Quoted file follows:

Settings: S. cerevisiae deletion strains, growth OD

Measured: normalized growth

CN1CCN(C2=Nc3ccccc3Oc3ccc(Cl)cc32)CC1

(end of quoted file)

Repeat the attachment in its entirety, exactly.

Settings: S. cerevisiae deletion strains, growth OD

Measured: normalized growth

CN1CCN(C2=Nc3ccccc3Oc3ccc(Cl)cc32)CC1